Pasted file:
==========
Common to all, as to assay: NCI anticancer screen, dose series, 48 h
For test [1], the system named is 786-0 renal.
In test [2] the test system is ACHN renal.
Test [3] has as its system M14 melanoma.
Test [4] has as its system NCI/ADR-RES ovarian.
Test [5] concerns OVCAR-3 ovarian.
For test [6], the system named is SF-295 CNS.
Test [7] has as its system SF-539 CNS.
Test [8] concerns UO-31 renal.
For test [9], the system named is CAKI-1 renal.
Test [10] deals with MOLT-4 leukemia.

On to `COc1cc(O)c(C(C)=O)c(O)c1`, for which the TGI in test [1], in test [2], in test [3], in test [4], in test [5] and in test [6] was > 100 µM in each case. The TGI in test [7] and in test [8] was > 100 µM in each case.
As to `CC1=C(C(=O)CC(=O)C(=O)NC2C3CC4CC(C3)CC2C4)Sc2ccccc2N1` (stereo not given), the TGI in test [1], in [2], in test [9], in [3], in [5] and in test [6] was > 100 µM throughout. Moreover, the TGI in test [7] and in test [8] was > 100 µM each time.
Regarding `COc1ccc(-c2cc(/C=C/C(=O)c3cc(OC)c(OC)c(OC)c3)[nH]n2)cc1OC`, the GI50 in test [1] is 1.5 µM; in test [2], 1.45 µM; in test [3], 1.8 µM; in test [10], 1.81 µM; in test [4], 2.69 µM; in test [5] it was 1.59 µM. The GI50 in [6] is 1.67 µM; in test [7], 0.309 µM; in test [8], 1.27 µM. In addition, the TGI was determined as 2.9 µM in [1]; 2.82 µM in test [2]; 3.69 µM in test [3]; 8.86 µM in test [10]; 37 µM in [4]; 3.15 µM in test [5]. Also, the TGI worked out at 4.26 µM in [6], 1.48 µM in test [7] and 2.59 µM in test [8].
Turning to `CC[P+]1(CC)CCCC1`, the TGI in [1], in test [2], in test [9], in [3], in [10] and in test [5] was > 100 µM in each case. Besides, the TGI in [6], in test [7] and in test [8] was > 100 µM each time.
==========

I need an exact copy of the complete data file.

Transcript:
Common to all, as to assay: NCI anticancer screen, dose series, 48 h
For test [1], the system named is 786-0 renal.
In test [2] the test system is ACHN renal.
Test [3] has as its system M14 melanoma.
Test [4] has as its system NCI/ADR-RES ovarian.
Test [5] concerns OVCAR-3 ovarian.
For test [6], the system named is SF-295 CNS.
Test [7] has as its system SF-539 CNS.
Test [8] concerns UO-31 renal.
For test [9], the system named is CAKI-1 renal.
Test [10] deals with MOLT-4 leukemia.

On to `COc1cc(O)c(C(C)=O)c(O)c1`, for which the TGI in test [1], in test [2], in test [3], in test [4], in test [5] and in test [6] was > 100 µM in each case. The TGI in test [7] and in test [8] was > 100 µM in each case.
As to `CC1=C(C(=O)CC(=O)C(=O)NC2C3CC4CC(C3)CC2C4)Sc2ccccc2N1` (stereo not given), the TGI in test [1], in [2], in test [9], in [3], in [5] and in test [6] was > 100 µM throughout. Moreover, the TGI in test [7] and in test [8] was > 100 µM each time.
Regarding `COc1ccc(-c2cc(/C=C/C(=O)c3cc(OC)c(OC)c(OC)c3)[nH]n2)cc1OC`, the GI50 in test [1] is 1.5 µM; in test [2], 1.45 µM; in test [3], 1.8 µM; in test [10], 1.81 µM; in test [4], 2.69 µM; in test [5] it was 1.59 µM. The GI50 in [6] is 1.67 µM; in test [7], 0.309 µM; in test [8], 1.27 µM. In addition, the TGI was determined as 2.9 µM in [1]; 2.82 µM in test [2]; 3.69 µM in test [3]; 8.86 µM in test [10]; 37 µM in [4]; 3.15 µM in test [5]. Also, the TGI worked out at 4.26 µM in [6], 1.48 µM in test [7] and 2.59 µM in test [8].
Turning to `CC[P+]1(CC)CCCC1`, the TGI in [1], in test [2], in test [9], in [3], in [10] and in test [5] was > 100 µM in each case. Besides, the TGI in [6], in test [7] and in test [8] was > 100 µM each time.